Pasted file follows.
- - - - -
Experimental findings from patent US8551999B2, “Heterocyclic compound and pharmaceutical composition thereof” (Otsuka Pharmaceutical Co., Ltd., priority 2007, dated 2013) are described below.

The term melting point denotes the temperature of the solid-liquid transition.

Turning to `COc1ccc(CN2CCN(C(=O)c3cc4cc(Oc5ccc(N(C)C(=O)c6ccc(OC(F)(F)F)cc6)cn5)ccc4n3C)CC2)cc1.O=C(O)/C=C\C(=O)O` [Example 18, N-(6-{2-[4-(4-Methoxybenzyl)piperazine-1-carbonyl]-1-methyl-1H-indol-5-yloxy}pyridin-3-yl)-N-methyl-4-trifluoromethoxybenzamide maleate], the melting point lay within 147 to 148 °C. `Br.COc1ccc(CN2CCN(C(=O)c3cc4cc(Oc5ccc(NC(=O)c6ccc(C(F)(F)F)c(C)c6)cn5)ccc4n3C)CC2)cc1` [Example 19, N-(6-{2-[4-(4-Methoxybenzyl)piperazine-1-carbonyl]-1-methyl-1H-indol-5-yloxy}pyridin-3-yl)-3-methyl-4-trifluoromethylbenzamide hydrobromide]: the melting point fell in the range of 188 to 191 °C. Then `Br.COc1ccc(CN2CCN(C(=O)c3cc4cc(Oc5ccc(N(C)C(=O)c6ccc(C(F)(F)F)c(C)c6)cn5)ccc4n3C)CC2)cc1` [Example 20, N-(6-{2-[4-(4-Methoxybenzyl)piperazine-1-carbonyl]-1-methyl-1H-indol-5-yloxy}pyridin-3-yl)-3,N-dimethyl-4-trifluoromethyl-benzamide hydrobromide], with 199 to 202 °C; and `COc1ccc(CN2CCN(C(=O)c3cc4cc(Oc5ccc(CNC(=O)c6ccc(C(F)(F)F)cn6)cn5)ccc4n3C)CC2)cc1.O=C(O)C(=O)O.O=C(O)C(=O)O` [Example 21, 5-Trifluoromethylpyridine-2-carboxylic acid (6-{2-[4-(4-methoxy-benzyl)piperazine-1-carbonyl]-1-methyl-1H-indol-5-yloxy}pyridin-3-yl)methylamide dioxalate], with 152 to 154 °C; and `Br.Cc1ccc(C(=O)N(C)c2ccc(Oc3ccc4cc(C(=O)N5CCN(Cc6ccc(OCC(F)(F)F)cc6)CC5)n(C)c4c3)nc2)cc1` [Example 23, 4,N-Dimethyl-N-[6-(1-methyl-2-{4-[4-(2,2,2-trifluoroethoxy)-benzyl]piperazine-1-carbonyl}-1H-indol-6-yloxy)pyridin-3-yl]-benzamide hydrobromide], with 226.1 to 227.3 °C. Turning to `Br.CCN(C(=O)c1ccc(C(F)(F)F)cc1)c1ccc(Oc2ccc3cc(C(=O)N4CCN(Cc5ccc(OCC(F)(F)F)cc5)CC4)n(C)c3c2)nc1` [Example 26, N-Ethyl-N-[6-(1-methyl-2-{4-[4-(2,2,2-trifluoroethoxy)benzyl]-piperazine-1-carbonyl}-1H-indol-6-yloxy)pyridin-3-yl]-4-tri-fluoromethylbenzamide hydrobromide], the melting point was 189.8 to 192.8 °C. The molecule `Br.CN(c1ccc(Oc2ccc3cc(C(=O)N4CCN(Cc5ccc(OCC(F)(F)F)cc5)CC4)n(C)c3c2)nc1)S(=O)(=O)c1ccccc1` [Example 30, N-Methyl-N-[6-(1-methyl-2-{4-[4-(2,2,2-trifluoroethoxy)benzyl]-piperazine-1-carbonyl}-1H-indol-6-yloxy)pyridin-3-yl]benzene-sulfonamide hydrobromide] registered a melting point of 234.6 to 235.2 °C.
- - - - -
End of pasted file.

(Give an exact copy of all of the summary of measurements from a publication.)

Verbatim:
Experimental findings from patent US8551999B2, “Heterocyclic compound and pharmaceutical composition thereof” (Otsuka Pharmaceutical Co., Ltd., priority 2007, dated 2013) are described below.

The term melting point denotes the temperature of the solid-liquid transition.

Turning to `COc1ccc(CN2CCN(C(=O)c3cc4cc(Oc5ccc(N(C)C(=O)c6ccc(OC(F)(F)F)cc6)cn5)ccc4n3C)CC2)cc1.O=C(O)/C=C\C(=O)O` [Example 18, N-(6-{2-[4-(4-Methoxybenzyl)piperazine-1-carbonyl]-1-methyl-1H-indol-5-yloxy}pyridin-3-yl)-N-methyl-4-trifluoromethoxybenzamide maleate], the melting point lay within 147 to 148 °C. `Br.COc1ccc(CN2CCN(C(=O)c3cc4cc(Oc5ccc(NC(=O)c6ccc(C(F)(F)F)c(C)c6)cn5)ccc4n3C)CC2)cc1` [Example 19, N-(6-{2-[4-(4-Methoxybenzyl)piperazine-1-carbonyl]-1-methyl-1H-indol-5-yloxy}pyridin-3-yl)-3-methyl-4-trifluoromethylbenzamide hydrobromide]: the melting point fell in the range of 188 to 191 °C. Then `Br.COc1ccc(CN2CCN(C(=O)c3cc4cc(Oc5ccc(N(C)C(=O)c6ccc(C(F)(F)F)c(C)c6)cn5)ccc4n3C)CC2)cc1` [Example 20, N-(6-{2-[4-(4-Methoxybenzyl)piperazine-1-carbonyl]-1-methyl-1H-indol-5-yloxy}pyridin-3-yl)-3,N-dimethyl-4-trifluoromethyl-benzamide hydrobromide], with 199 to 202 °C; and `COc1ccc(CN2CCN(C(=O)c3cc4cc(Oc5ccc(CNC(=O)c6ccc(C(F)(F)F)cn6)cn5)ccc4n3C)CC2)cc1.O=C(O)C(=O)O.O=C(O)C(=O)O` [Example 21, 5-Trifluoromethylpyridine-2-carboxylic acid (6-{2-[4-(4-methoxy-benzyl)piperazine-1-carbonyl]-1-methyl-1H-indol-5-yloxy}pyridin-3-yl)methylamide dioxalate], with 152 to 154 °C; and `Br.Cc1ccc(C(=O)N(C)c2ccc(Oc3ccc4cc(C(=O)N5CCN(Cc6ccc(OCC(F)(F)F)cc6)CC5)n(C)c4c3)nc2)cc1` [Example 23, 4,N-Dimethyl-N-[6-(1-methyl-2-{4-[4-(2,2,2-trifluoroethoxy)-benzyl]piperazine-1-carbonyl}-1H-indol-6-yloxy)pyridin-3-yl]-benzamide hydrobromide], with 226.1 to 227.3 °C. Turning to `Br.CCN(C(=O)c1ccc(C(F)(F)F)cc1)c1ccc(Oc2ccc3cc(C(=O)N4CCN(Cc5ccc(OCC(F)(F)F)cc5)CC4)n(C)c3c2)nc1` [Example 26, N-Ethyl-N-[6-(1-methyl-2-{4-[4-(2,2,2-trifluoroethoxy)benzyl]-piperazine-1-carbonyl}-1H-indol-6-yloxy)pyridin-3-yl]-4-tri-fluoromethylbenzamide hydrobromide], the melting point was 189.8 to 192.8 °C. The molecule `Br.CN(c1ccc(Oc2ccc3cc(C(=O)N4CCN(Cc5ccc(OCC(F)(F)F)cc5)CC4)n(C)c3c2)nc1)S(=O)(=O)c1ccccc1` [Example 30, N-Methyl-N-[6-(1-methyl-2-{4-[4-(2,2,2-trifluoroethoxy)benzyl]-piperazine-1-carbonyl}-1H-indol-6-yloxy)pyridin-3-yl]benzene-sulfonamide hydrobromide] registered a melting point of 234.6 to 235.2 °C.